I have a confession to make: I'm obsessed with videogame music. More specifically, I'm obsessed with videogame music from Eastern composers. I bow to the talent of Yuzo Koshiro, drool at the mention of a new Michiru Yamane soundtrack and worship the ground Motoi Sakuraba walks upon. I also think Nobuo Uematsu is a hack, but that's another article.
Thankfully there is a haven on the net for people like me. In fact, there's a haven for pretty much everyone on the net. I speak, of course, of fan sites, and these days there are fan sites for everything, from the Zelda franchise to cheesecake.
Acting as a sanctum for avid devotees, fan sites provide a service. They are the glue that holds together niche communities all over the world. Fan sites are the essence of that now over-used catch-all term, "the long tail." What they usually are not, at least at their inception, is a business. So what happens when a site moves beyond simply providing a meeting place for people of like interests and starts trying to turn a profit? Gather 'round, friends - it's time for a story of camaraderie, rivalry, vengeance and even a little tactical espionage.
First, a little background on how fan sites function. These sites are started by people who know their particular passion inside and out and have a vision of exactly how to present that information to other fans. If the site catches on, the workload eventually become too much for one person to handle and the founder will typically select a group of volunteers, usually from the site's forums, to help with day-to-day operations. A passion and knowledge of the source material are required for these recruits. Punctuality, previous experience or even rudimentary social skills, however, are not.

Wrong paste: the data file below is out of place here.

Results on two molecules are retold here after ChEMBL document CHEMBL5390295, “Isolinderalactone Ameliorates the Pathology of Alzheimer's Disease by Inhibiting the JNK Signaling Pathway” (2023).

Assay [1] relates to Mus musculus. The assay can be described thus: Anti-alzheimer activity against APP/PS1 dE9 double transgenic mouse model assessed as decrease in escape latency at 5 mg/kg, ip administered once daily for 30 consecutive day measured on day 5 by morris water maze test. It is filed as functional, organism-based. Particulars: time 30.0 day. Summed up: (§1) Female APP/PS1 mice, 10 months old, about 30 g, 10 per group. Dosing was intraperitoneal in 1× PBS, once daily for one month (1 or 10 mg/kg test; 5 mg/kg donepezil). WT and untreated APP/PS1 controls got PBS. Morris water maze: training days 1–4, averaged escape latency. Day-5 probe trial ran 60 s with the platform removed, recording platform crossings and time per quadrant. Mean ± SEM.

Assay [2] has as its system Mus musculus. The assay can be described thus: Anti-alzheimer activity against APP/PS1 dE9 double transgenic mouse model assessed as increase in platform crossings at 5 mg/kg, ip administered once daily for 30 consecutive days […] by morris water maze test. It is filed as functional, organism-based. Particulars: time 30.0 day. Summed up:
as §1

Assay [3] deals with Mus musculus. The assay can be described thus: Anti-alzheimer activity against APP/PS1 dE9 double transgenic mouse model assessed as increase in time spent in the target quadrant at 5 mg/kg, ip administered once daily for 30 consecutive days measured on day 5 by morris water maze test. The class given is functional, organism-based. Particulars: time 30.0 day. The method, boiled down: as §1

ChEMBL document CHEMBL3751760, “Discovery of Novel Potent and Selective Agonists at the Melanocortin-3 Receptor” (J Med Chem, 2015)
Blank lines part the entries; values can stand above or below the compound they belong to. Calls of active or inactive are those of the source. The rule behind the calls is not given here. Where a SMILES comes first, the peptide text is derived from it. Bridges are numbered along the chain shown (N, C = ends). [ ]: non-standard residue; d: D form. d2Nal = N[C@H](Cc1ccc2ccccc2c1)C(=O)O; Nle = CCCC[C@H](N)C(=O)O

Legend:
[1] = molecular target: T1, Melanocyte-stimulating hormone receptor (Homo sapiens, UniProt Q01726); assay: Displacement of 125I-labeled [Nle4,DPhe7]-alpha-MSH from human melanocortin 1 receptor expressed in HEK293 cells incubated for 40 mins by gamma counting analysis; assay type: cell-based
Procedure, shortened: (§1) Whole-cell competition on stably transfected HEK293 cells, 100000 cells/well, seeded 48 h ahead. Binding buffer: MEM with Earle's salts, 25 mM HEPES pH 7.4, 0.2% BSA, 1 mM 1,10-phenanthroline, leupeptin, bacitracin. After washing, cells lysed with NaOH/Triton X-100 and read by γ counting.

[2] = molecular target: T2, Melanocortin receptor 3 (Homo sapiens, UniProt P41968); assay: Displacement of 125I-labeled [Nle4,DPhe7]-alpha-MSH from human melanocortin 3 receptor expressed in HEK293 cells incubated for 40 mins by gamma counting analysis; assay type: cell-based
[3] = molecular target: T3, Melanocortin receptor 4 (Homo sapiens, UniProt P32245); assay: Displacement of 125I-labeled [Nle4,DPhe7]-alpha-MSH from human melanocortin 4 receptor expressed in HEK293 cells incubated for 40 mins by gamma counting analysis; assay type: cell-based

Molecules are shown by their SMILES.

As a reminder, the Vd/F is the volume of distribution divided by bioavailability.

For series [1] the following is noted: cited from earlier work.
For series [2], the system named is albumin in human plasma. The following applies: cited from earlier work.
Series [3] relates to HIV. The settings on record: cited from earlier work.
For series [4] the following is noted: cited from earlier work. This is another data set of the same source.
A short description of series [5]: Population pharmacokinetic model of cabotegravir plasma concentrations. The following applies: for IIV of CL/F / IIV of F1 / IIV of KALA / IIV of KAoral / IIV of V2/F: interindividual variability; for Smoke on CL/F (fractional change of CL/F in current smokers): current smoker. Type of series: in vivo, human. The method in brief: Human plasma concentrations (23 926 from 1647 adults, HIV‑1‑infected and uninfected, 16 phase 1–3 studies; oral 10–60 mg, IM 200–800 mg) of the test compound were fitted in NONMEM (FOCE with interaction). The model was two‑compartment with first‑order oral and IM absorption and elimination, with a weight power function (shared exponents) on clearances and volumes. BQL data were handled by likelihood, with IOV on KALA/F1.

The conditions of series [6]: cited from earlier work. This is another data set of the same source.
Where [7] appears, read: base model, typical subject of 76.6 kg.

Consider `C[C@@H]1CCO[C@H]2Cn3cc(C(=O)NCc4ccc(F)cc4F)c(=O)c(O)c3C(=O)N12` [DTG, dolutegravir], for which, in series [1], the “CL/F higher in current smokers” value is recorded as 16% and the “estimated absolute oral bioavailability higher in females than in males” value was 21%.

My tale begins in earnest in 2002 in the heart of the Colorado where lived a young web developer with a love of videogame music much like my own. His name was Tim, and he took it upon himself to create a fan site dedicated to the company famous for producing some of the best composers the East had to offer: Squaresoft. Tim soon sought help with the site from a music theory major at Oxford who we will simply call "Chad." And so was born the partnership that started it all.
Fast forward to 2003 when I entered the picture. I had just moved for the third time since starting high school to the sleepy little town of Salem, MA. I was tired of the social game, and instead chose to bide my time online instead of at the mall or weekend parties. (Back then, the irony of such a philosophy was lost on me.) I first stumbled across Tim's site the following summer and quickly joined the forums. It was a small, close-knit community - my favorite kind of online environment. Most importantly, everyone seemed friendly and there were quite a few interesting characters.
I quickly built a reputation among the forum members and became good friends with both Tim and Chad. So when several positions opened up, I volunteered my meager experience with online journalism and took my place among the staff as a news contributor.